Ken Baker, Ph.D.
With the possible exception of a certain overly aggressive red squirrel that tried to bite off a couple of my fingers at the elbow, the meanest animal I worked with was a small but surprisingly strong female raccoon.
Well, maybe mean really isn’t the right word. I too would probably express my annoyance if some lout caught me, covered my body with a burlap sack with only my head sticking out, and put a leather collar with a radio transmitter around my neck. So, seriously upset, then.
On the other hand, the most outrageously adorable creature was a month-old raccoon cub.
And that captures the enigma of this intriguing, comical, and frequently troublesome mammal. A star of countless funny animal videos on YouTube and, all too often, the beloved family pet rescued by children as an orphaned baby… who turns vicious as an adult, trashing the living room before leaving. of the house through a window. screen.
Captain John Smith, leader of the Virginia colony at Jamestown in 1609, named the species “aroughcun” in his journals after the Powhatan term for “hand-scratching animal”. It’s an apt name since the raccoon’s hypersensitive front legs are the source of its most important sense, more crucial to its daily survival than its keen sense of hearing and smell (or somewhat less acute vision).
Raccoons are known for handling and washing their food.
Nearly two-thirds of a raccoon’s brain’s sensory perception area is devoted to tactile input, primarily from its front paws, more than has been observed in any other animal. Virtually all food is handled and inspected before consumption.
Which brings up the issue of spraying and the scientific name of the species, procyon lotor.
You can find many websites that refer to spraying (washing) the raccoon’s food before consuming it. In fact, the name of its species, lotor, comes from the Latin for “washer”. Even so, behavioral biologists have largely debunked this still-widespread belief for more than 40 years.
Raccoons are omnivores, opportunists that feed on a wide variety of plant and animal foods. Adept climbers, they are one of the most important predators of bird eggs and chicks. However, they rarely take much larger prey, preferring prey that are easier to catch and defeat, such as insects, amphibians, and, one of their main favorites, crayfish.
They forage for crayfish and other aquatic invertebrates (as well as fish if they can catch one) by moving their front legs in the shallows at the edge of a stream. Raccoons are primarily nocturnal, but their sense of touch is so acute that they do not rely much on vision when engaged in play and remain effective predators even on dark, moonless nights.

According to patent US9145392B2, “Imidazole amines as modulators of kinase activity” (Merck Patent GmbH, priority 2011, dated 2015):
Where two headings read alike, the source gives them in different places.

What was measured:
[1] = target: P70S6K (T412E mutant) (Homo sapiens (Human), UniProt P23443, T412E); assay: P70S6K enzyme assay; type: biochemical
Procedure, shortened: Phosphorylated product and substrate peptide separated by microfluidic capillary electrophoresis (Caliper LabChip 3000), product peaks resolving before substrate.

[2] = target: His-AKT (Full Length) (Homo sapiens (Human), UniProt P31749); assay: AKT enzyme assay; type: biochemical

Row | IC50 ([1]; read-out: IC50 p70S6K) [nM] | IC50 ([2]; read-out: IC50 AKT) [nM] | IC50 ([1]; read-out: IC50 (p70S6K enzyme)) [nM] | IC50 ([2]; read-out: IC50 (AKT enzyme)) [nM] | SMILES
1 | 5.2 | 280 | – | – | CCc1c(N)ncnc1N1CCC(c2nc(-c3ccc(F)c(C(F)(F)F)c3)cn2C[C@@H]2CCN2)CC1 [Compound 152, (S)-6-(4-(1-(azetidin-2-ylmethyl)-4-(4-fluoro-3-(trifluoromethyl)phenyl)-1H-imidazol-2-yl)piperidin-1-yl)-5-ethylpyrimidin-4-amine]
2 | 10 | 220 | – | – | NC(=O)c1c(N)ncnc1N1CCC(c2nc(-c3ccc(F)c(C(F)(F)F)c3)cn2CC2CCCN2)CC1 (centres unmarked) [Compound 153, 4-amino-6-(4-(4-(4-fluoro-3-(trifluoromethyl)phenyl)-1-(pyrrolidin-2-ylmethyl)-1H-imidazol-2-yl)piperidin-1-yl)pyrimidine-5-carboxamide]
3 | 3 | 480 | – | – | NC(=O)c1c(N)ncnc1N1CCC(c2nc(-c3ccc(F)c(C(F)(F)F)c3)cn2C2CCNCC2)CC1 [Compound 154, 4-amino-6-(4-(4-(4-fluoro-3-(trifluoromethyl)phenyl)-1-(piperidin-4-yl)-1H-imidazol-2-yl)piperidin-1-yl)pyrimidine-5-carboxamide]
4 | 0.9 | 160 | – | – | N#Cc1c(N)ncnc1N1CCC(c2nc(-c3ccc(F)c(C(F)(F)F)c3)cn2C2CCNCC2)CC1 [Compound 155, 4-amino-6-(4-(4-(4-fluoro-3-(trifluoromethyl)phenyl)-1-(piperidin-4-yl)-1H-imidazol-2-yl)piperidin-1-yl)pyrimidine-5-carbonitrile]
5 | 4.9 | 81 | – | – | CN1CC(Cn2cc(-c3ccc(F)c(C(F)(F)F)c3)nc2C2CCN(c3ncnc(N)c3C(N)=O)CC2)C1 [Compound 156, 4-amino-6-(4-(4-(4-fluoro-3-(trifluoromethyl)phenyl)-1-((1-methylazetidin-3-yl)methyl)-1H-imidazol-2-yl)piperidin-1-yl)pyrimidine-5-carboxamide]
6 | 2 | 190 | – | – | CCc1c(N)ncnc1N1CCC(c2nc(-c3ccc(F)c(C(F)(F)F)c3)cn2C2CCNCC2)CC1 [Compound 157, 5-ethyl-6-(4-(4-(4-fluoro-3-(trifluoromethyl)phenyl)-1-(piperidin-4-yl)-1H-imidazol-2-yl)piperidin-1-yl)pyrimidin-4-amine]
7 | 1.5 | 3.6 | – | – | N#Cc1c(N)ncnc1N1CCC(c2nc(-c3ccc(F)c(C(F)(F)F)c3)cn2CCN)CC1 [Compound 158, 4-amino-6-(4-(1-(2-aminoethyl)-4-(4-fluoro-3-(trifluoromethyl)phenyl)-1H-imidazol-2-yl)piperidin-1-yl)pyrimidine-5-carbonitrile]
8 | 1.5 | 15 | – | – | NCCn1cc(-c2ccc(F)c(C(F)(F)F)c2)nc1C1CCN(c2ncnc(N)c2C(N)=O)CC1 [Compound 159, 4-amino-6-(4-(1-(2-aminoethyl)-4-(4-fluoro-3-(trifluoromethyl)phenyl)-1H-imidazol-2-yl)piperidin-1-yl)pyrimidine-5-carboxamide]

Although captive raccoons have been observed carrying food to a nearby stream, the behavior is now thought to be triggered by an innate urge to play rather than a desire to clean up food. This is supported by observations that captive animals submerge aquatic prey more often than terrestrial prey, and that wild raccoons have never been seen taking prey to a stream to wash it away.
procyon lotorThe original habitat was the deciduous and mixed forests of eastern North America. However, raccoons have proven highly adaptable to changes in their environment, and are now found from southern Canada, throughout most of the US and Central America, and into northern parts of North America. South, where there are enough trees to serve as roosts and nesting sites.
Show in Japan resulted in the importation of 1,500 scoundrels in the 1970s
They have become well acclimatized to agriculture, marshes, small towns, and even large urban areas, with sizeable populations now residing in New York City, Washington DC, and Chicago. They have also been released, sometimes accidentally, sometimes on purpose, in much of Europe and Asia, where they have commonly become a problem for native species.
In the late 1970s, for example, 1,500 raccoons were imported into Japan as a result of the popularity of an anime series titled Rascal the Raccoon. They are now found in all 47 prefectures of the country, where they annually cause many thousands of dollars in damage and have a negative impact on wildlife.
It is true that raccoons can transmit rabies. In fact, of 6,940 documented cases of rabies found in animals in the US in 2006, nearly 38% had been seen in raccoons. However, it should be noted that only one human death due to rabies from a raccoon has been reported here (in 2003).
The viral disease, distemper (which is not transferable to humans), is a much bigger problem for raccoons. While hunting, trapping, and vehicle collisions are the most common sources of raccoon mortality, distemper is the most common natural cause of death.
Although raccoons have been reported to live up to 16 years in the wild, most do not survive past their second year. If one somehow manages to get this far, one can expect an average lifespan of about five years.
Ken Baker is a retired professor of biology and environmental studies. If he has a natural history topic you’d like Dr. Baker to consider for an upcoming column, email your idea to email@example.com.